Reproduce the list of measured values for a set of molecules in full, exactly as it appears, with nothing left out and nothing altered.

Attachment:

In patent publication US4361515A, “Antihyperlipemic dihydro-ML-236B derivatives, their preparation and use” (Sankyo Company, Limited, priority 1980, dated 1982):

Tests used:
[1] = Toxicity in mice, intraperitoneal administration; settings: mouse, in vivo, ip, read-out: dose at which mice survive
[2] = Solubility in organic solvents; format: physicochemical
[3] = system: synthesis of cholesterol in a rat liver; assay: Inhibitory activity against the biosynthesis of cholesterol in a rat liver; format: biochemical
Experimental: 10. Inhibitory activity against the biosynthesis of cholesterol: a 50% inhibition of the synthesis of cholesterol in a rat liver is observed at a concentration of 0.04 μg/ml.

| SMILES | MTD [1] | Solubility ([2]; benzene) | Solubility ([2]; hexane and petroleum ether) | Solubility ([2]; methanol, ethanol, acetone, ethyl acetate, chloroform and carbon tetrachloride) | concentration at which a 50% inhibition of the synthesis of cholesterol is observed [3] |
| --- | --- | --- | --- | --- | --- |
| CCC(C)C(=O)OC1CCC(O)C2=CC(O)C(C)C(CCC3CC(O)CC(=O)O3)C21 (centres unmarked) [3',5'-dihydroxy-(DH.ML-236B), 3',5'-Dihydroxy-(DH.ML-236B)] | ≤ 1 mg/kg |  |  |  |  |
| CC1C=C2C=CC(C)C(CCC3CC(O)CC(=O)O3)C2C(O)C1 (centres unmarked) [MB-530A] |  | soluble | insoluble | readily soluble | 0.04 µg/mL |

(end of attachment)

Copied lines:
In patent publication US4361515A, “Antihyperlipemic dihydro-ML-236B derivatives, their preparation and use” (Sankyo Company, Limited, priority 1980, dated 1982):

Tests used:
[1] = Toxicity in mice, intraperitoneal administration; settings: mouse, in vivo, ip, read-out: dose at which mice survive
[2] = Solubility in organic solvents; format: physicochemical
[3] = system: synthesis of cholesterol in a rat liver; assay: Inhibitory activity against the biosynthesis of cholesterol in a rat liver; format: biochemical
Experimental: 10. Inhibitory activity against the biosynthesis of cholesterol: a 50% inhibition of the synthesis of cholesterol in a rat liver is observed at a concentration of 0.04 μg/ml.

| SMILES | MTD [1] | Solubility ([2]; benzene) | Solubility ([2]; hexane and petroleum ether) | Solubility ([2]; methanol, ethanol, acetone, ethyl acetate, chloroform and carbon tetrachloride) | concentration at which a 50% inhibition of the synthesis of cholesterol is observed [3] |
| --- | --- | --- | --- | --- | --- |
| CCC(C)C(=O)OC1CCC(O)C2=CC(O)C(C)C(CCC3CC(O)CC(=O)O3)C21 (centres unmarked) [3',5'-dihydroxy-(DH.ML-236B), 3',5'-Dihydroxy-(DH.ML-236B)] | ≤ 1 mg/kg |  |  |  |  |
| CC1C=C2C=CC(C)C(CCC3CC(O)CC(=O)O3)C2C(O)C1 (centres unmarked) [MB-530A] |  | soluble | insoluble | readily soluble | 0.04 µg/mL |